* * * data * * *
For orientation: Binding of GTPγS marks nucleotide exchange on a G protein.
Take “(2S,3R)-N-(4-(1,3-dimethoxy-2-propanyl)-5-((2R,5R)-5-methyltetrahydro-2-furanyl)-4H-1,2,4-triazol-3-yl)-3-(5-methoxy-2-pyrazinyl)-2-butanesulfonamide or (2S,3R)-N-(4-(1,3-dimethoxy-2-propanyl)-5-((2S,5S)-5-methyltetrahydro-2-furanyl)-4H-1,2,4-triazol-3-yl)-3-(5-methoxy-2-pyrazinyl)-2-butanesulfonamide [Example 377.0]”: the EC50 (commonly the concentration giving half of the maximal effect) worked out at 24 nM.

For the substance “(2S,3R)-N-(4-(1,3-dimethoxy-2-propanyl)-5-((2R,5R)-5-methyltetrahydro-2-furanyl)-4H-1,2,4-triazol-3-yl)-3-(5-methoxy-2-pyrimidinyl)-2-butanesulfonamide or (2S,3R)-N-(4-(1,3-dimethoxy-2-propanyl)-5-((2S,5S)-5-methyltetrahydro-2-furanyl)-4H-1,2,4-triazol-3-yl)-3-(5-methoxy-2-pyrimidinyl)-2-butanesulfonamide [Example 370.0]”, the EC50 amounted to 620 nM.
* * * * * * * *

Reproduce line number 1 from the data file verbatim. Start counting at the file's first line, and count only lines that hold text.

For orientation: Binding of GTPγS marks nucleotide exchange on a G protein.